News / Edmonton

Oil patch workers leaving Fort Mac in droves, with Edmonton as the top destination

The area dominated population growth for more than 10 years, but the trend has recently reversed, according to numbers from Statistics Canada

For the second year in a row, the Wood Buffalo-Cold Lake economic region posted the largest decrease in population in the country, a reverse in recent trends.

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For the second year in a row, the Wood Buffalo-Cold Lake economic region posted the largest decrease in population in the country, a reverse in recent trends.

Alberta’s economic downturn has spurred thousands of workers to leave the oil patch, with Edmonton as the top destination for migrants.

For the second year in a row, the Wood Buffalo-Cold Lake economic region posted the largest decrease in population in the country, according to numbers released Tuesday by Statistics Canada.

From July 1, 2016 to July 1, 2017, 3,190 people left the region, out of a total population of 146,680.

That’s a population drain of about 2.2 per cent.

The most popular destination for migration within the province was the Edmonton census division, which includes municipalities like Sherwood Park and Leduc. Over that period, 2,324 migrants moved to Edmonton, while 896 individuals moved to Calgary.

The numbers are significant because the Wood Buffalo-Cold Lake economic region had consistently been one of the fastest growing populations from 2002 right up until 2015/2016, which coincides with the drop in the price of oil.

According to Statistics Canada analyst Claudine Provencher, it's always been common for people to move in and out of the Fort McMurray area—but recent trends show more people are now leaving for good.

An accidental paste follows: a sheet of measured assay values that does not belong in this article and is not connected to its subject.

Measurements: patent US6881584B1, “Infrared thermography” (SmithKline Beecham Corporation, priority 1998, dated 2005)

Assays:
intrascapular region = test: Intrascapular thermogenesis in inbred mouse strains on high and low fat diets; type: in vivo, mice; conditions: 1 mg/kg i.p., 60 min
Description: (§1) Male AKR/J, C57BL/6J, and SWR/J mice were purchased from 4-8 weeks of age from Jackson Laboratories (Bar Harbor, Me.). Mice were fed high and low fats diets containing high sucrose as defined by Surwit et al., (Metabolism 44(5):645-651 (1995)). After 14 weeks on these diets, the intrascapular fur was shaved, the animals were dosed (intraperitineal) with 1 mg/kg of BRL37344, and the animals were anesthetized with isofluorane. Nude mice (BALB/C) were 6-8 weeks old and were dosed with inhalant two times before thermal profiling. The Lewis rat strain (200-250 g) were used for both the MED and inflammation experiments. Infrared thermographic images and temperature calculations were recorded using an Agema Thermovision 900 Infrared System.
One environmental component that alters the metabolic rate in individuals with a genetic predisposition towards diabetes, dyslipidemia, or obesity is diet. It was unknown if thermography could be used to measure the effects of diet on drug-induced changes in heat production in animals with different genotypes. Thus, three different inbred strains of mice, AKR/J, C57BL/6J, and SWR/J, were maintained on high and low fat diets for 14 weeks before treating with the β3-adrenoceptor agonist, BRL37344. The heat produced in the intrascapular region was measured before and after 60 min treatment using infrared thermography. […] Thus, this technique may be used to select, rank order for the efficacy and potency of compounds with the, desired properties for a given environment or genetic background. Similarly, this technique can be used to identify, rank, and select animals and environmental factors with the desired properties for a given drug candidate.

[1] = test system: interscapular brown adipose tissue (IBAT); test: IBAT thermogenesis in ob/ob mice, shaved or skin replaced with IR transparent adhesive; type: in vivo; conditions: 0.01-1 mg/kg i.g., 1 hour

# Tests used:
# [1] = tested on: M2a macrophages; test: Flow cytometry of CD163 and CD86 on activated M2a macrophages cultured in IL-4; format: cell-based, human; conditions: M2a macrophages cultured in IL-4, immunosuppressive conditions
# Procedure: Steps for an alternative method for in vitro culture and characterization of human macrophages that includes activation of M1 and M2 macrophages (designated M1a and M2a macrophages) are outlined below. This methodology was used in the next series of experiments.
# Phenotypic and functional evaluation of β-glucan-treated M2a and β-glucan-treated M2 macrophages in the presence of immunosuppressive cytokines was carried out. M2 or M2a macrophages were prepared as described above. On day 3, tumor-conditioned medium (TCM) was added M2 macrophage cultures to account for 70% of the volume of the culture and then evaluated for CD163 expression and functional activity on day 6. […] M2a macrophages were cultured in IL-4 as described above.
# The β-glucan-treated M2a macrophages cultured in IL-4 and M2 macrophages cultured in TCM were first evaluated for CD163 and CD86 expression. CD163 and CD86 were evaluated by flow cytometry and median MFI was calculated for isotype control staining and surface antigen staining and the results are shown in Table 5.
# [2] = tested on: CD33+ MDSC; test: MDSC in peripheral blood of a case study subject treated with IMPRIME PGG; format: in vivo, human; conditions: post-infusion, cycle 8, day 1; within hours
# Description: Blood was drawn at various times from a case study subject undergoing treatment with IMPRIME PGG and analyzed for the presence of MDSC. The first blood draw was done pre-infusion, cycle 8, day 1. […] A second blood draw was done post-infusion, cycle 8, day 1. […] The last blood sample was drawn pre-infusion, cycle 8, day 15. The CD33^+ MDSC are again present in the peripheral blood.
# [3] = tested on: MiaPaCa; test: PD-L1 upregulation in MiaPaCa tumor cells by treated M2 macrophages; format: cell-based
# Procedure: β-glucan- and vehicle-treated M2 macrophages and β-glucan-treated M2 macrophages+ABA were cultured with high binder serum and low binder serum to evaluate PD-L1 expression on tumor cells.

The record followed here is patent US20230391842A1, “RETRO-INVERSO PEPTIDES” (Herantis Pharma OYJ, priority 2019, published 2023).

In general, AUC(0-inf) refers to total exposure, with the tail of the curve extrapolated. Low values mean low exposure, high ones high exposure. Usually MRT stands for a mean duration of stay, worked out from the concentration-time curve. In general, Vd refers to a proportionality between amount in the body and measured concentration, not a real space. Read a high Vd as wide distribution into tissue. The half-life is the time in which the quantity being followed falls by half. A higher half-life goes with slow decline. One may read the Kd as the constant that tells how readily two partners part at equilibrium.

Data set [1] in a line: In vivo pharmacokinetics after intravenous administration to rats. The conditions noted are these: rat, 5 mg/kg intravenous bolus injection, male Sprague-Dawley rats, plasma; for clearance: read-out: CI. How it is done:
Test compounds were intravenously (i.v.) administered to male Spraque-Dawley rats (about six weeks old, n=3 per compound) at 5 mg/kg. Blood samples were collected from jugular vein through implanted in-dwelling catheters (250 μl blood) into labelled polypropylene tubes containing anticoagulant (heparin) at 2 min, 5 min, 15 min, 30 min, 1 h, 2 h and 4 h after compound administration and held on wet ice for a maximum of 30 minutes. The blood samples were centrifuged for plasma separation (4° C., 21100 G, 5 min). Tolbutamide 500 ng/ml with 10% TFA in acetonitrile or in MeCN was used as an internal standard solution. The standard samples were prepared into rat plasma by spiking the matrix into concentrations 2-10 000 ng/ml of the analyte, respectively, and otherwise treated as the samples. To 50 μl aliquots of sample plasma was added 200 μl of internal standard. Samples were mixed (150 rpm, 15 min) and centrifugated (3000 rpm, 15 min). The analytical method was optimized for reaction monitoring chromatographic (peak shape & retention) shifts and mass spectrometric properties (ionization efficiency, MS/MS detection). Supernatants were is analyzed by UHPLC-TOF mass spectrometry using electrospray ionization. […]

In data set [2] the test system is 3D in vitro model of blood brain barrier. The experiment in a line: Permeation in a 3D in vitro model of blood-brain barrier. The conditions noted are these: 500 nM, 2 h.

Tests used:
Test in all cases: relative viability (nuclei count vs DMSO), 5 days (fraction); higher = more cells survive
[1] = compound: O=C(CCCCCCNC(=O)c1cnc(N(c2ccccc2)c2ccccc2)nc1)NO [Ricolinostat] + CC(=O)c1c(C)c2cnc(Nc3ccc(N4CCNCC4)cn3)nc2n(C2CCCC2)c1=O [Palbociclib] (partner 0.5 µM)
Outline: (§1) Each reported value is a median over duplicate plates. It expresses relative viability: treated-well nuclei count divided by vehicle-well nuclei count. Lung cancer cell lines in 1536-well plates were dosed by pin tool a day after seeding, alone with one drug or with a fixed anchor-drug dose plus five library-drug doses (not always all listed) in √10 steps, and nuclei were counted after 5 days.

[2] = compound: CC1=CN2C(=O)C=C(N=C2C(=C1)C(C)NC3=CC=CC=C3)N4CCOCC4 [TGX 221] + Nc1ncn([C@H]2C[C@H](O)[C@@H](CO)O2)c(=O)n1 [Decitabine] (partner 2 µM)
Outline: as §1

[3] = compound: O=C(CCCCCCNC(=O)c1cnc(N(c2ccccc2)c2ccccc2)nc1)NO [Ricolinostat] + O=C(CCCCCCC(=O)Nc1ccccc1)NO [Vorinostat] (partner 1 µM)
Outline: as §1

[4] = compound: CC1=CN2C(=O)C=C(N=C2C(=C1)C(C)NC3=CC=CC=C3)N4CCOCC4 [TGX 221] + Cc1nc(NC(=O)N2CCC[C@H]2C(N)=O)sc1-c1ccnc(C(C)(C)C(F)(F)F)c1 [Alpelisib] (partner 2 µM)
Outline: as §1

"Recent interprovincial migration data show a shift in the trends,” she said in an email.

The numbers come as no surprise to Fort McMurray Chamber of Commerce Executive Director Alexis Foster.

“We’ve definitely seen the hardships businesses have faced since the downturn in oil prices,” she said. “We’ve been seeing businesses leave town and leave the region.”

The loss of workers has had a ripple effect on the service and construction industries, but it’s also had a bit of a silver lining. For years, Fort McMurray saw skyrocketing home prices because the growth was unsustainable.

“We are seeing more houses moved in the market, more homes are selling,” Foster said. “But the sale prices are going down … it’s sort of a double-edged sword.”

The situation is similar in Cold Lake, which is also heavily dependent on the oil patch, said Mayor Craig Copeland.

“We noticed it was extremely quiet going into the new year here. There was a real quietness on the patch,” he said.

Housing starts have “flattened” since 2014, down 30 per cent for the third year in a row, he said. Hotels have been quiet, charities have been affected and housing prices are dropping rapidly.

“In some cases houses have dropped over $100,000 in their value,” Copeland said.

For interprovincial migration, the largest beneficiaries were British Columbia (a gain of 789 migrants) and Ontario (which gained 460), followed by Newfoundland and Labrador, Nova Scotia and Saskatchewan.

“It speaks to the fact that the service sector for the oil patch wasn’t seeing a lot of growth,” Copeland said. “The hiring of those contract workers was going down and down and down and people have left our community to go back to Eastern Canada and to Vancouver Island.”

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